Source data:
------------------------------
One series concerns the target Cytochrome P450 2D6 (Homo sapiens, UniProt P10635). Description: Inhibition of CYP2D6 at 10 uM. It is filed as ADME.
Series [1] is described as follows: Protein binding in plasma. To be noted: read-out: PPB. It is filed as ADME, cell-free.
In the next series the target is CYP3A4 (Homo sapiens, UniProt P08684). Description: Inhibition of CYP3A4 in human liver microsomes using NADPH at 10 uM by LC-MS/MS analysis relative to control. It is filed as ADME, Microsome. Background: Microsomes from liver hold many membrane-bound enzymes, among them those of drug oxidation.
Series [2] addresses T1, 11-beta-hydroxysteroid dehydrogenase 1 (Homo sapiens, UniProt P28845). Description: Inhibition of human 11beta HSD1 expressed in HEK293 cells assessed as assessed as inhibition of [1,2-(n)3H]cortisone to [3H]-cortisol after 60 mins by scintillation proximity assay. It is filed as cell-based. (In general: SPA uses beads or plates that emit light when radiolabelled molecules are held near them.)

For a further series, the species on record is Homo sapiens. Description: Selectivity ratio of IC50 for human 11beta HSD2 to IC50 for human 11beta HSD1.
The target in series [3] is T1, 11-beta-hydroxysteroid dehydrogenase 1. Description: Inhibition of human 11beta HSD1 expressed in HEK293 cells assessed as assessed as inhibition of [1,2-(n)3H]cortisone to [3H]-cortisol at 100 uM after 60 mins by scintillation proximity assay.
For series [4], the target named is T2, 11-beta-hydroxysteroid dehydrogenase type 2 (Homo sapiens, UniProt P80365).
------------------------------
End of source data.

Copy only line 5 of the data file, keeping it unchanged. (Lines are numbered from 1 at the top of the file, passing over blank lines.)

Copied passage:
For a further series, the species on record is Homo sapiens. Description: Selectivity ratio of IC50 for human 11beta HSD2 to IC50 for human 11beta HSD1.